Jupiter: a RISC-V assembler and runtime simulator

Jupiter is an open source and education-oriented RISC-V assembler and runtime simulator. It is written in Java 11 and capable of simulate all the instructions of the base integer ISA (I extension) plus the M and F extensions (RV32IMF), including all the pseudo-instructions described in the user-level instruction set manual. It was developed taking into account that it could be used in various courses such as: Computer Architecture, Compilers and Assembly Programming.

Fast software, the best software

I love fast software. That is, software speedy both in function and interface. Software with minimal to no lag between wanting to activate or manipulate something and the thing happening. Lightness. Software that’s speedy usually means it’s focused. Like a good tool, it often means that it’s simple, but that’s not necessarily true. Speed in software is probably the most valuable, least valued asset. To me, speedy software is the difference between an application smoothly integrating into your life, and one called upon with great reluctance. Fastness in software is like great margins in a book — makes you smile without necessarily knowing why. Nothing to add.

Files are fraught with peril

In this talk, we’re going to look at how file systems differ from each other and other issues we might encounter when writing to files. We’re going to look at the file “stack” starting at the top with the file API, which we’ll see is nearly impossible to use correctly and that supporting multiple filesystems without corrupting data is much harder than supporting a single filesystem; move down to the filesystem, which we’ll see has serious bugs that cause data loss and data corruption; and then we’ll look at disks and see that disks can easily corrupt data at a rate five million times greater than claimed in vendor datasheets. Deeply technical, but well-written and pleasant to read.

Pete’s QBasic site

QBasic lives! QBasic is an old-school, vintage programming language that was designed for beginners. QBasic ran on MS-DOS, and was a more advanced version of BASIC. QB was a lot of people’s first foray into programming (particularly those of us who grew up in the ‘80s and ‘90s). Therefore, a lot of people look back at QBasic with nostalgia. QBasic is one of the very few programming languages I actually ever even used – back when i was a very young kid – so I do have some faint nostalgia for it. Great to see such a dedicated community keeping it alive.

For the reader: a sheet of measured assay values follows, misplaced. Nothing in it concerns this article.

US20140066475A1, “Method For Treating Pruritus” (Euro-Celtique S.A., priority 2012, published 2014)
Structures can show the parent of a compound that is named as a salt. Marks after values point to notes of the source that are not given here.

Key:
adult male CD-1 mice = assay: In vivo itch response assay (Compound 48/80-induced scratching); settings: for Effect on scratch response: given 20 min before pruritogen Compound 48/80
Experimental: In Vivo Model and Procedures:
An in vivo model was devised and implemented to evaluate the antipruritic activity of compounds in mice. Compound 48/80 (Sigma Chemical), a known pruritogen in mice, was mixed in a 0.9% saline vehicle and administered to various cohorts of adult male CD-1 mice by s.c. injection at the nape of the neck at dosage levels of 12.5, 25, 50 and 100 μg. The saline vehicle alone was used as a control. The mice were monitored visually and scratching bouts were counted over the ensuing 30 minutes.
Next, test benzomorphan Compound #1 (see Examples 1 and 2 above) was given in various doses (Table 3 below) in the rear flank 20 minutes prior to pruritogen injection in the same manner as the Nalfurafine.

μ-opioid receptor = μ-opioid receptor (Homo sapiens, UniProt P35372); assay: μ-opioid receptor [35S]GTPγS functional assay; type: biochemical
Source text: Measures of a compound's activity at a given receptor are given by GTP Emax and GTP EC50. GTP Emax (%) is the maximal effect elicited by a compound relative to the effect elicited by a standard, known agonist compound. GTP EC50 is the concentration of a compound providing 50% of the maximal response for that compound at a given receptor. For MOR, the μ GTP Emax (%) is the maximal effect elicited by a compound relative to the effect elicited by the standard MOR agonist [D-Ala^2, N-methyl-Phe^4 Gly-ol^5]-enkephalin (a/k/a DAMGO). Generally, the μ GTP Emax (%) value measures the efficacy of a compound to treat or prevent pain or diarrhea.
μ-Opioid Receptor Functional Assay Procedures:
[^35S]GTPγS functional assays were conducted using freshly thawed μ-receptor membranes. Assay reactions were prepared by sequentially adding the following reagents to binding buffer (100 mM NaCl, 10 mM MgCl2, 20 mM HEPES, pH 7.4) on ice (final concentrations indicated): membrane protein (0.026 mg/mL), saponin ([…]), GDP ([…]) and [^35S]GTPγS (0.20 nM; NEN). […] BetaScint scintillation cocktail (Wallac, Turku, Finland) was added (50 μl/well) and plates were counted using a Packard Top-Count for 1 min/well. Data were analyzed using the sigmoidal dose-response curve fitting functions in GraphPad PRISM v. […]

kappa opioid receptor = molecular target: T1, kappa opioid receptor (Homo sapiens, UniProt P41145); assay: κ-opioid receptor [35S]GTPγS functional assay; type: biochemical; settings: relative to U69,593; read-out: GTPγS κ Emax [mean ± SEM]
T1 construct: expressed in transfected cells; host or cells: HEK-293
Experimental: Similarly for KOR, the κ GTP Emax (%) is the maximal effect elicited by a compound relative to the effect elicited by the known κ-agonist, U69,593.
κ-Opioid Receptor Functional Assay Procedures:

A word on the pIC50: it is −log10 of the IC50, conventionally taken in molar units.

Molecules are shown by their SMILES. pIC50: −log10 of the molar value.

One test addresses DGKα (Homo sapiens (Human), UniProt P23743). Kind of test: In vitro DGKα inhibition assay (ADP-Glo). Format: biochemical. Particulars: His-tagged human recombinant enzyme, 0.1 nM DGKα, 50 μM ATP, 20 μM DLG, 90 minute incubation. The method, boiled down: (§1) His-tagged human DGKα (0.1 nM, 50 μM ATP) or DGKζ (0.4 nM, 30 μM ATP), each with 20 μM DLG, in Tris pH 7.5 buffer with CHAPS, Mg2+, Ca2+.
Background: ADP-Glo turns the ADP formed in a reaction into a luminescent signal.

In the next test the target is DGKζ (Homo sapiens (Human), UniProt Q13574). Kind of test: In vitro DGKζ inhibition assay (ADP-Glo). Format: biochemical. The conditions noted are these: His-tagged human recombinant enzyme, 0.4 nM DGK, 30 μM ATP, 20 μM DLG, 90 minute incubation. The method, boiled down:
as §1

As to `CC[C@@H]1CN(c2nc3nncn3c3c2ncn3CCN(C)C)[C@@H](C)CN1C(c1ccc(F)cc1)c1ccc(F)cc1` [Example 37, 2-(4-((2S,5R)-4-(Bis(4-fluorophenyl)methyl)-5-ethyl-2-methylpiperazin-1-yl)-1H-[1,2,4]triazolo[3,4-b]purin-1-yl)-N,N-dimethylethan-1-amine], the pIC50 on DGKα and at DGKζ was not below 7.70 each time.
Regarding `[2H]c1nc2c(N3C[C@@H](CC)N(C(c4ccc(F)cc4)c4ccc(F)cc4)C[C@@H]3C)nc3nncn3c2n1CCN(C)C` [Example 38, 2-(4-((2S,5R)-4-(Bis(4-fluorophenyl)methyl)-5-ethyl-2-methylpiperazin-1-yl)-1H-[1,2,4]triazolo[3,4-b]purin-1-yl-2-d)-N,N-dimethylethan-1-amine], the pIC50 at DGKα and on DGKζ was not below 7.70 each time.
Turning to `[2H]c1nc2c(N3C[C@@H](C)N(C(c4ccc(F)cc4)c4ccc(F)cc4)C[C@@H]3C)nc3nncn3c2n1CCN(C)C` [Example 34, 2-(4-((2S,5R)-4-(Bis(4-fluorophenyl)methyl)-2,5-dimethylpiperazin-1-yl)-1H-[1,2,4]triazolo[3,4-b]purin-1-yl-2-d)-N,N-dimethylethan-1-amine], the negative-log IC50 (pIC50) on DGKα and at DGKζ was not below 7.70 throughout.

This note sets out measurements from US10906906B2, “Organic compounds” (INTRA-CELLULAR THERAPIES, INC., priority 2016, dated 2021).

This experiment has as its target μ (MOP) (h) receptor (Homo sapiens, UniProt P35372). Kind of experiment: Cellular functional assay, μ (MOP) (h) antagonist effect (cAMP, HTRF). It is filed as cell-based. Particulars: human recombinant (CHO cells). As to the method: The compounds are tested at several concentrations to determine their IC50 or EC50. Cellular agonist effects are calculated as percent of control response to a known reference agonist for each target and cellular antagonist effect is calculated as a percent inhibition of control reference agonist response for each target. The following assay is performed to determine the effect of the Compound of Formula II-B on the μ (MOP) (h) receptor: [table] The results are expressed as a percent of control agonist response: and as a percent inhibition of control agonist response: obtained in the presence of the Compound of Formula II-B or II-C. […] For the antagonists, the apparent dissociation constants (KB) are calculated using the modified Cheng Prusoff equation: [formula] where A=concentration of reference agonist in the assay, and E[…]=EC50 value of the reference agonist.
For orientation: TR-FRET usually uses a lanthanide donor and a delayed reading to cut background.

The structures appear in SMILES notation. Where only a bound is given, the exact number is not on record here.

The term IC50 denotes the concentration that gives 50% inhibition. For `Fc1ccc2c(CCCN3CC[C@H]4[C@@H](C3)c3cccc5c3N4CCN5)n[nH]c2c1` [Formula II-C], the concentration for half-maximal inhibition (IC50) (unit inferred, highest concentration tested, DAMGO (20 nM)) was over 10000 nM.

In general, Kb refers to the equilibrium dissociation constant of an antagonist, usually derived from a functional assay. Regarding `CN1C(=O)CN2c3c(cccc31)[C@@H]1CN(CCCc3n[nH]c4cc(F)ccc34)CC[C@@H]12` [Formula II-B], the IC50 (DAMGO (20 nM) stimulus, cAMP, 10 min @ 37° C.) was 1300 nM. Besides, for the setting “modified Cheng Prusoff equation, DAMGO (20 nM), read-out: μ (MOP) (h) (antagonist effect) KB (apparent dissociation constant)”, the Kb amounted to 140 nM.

GCC 9.1 released

GCC 9.1 is a major release containing substantial new functionality not available in GCC 9.x or previous GCC releases. In this release C++17 support is no longer marked experimental. The C++ front-end implements the full C++17 language (already previous GCC major version implemented that) and the C++ standard library support is almost complete. The C++ front-end and library also have numerous further C++2a draft features. GCC has a new front-end for the D language. GCC 9.1 has newly partial OpenMP 5.0 support and almost complete OpenACC 2.5 support.

Game Boy CPU manual

This document was designed to help you programming the Game Boy Classic, Game Boy Pocket, Super Game Boy and Game Boy Color (basics – you will need additionaldocuments for GBC specific programming). It was ment to be a complete handbook to start right off coding forthe hardware. The documents consists of three major parts. The first is the ‘GBSpec.txt’ (also known as the Pan Document) by Pan of Anthrox, Marat Fayzullin, Pascal Felber, Paul Robson, Martin Korth, kOOPa. This will be found in paragraph 1. The second is a mixture of several documents from ‘Game Boy Assembly Language Primer (GALP) V1.0’ by GABY (GAmeBoY). It contains opcodes, time duration and the affected flags per ASM command and the. This can befound in paragraph 2. The third is a summary of specifications and commands for Nintendo Super Game Boy speciffic programming bykOOPa and Bowser. See paragraph 3. Some light reading to kick off the week.